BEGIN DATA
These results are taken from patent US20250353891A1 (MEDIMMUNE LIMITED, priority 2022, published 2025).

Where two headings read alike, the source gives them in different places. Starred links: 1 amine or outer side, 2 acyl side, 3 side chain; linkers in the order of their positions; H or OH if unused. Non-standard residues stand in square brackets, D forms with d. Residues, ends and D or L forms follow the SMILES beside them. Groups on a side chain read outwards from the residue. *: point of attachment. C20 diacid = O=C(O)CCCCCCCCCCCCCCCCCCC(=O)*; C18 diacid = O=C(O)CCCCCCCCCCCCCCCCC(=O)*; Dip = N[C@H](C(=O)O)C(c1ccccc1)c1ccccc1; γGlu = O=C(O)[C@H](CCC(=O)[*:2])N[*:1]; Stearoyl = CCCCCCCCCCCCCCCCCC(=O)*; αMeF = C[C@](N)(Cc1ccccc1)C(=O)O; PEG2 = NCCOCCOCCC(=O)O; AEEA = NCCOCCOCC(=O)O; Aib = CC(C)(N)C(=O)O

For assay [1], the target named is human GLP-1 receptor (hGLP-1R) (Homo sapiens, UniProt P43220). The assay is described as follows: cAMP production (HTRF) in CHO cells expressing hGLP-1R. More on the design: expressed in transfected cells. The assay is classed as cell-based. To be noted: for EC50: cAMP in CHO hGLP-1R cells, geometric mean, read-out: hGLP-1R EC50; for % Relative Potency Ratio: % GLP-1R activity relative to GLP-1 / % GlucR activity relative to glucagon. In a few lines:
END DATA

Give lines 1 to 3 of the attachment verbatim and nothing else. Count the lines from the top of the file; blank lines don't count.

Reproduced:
These results are taken from patent US20250353891A1 (MEDIMMUNE LIMITED, priority 2022, published 2025).

Where two headings read alike, the source gives them in different places. Starred links: 1 amine or outer side, 2 acyl side, 3 side chain; linkers in the order of their positions; H or OH if unused. Non-standard residues stand in square brackets, D forms with d. Residues, ends and D or L forms follow the SMILES beside them. Groups on a side chain read outwards from the residue. *: point of attachment. C20 diacid = O=C(O)CCCCCCCCCCCCCCCCCCC(=O)*; C18 diacid = O=C(O)CCCCCCCCCCCCCCCCC(=O)*; Dip = N[C@H](C(=O)O)C(c1ccccc1)c1ccccc1; γGlu = O=C(O)[C@H](CCC(=O)[*:2])N[*:1]; Stearoyl = CCCCCCCCCCCCCCCCCC(=O)*; αMeF = C[C@](N)(Cc1ccccc1)C(=O)O; PEG2 = NCCOCCOCCC(=O)O; AEEA = NCCOCCOCC(=O)O; Aib = CC(C)(N)C(=O)O

For assay [1], the target named is human GLP-1 receptor (hGLP-1R) (Homo sapiens, UniProt P43220). The assay is described as follows: cAMP production (HTRF) in CHO cells expressing hGLP-1R. More on the design: expressed in transfected cells. The assay is classed as cell-based. To be noted: for EC50: cAMP in CHO hGLP-1R cells, geometric mean, read-out: hGLP-1R EC50; for % Relative Potency Ratio: % GLP-1R activity relative to GLP-1 / % GlucR activity relative to glucagon. In a few lines: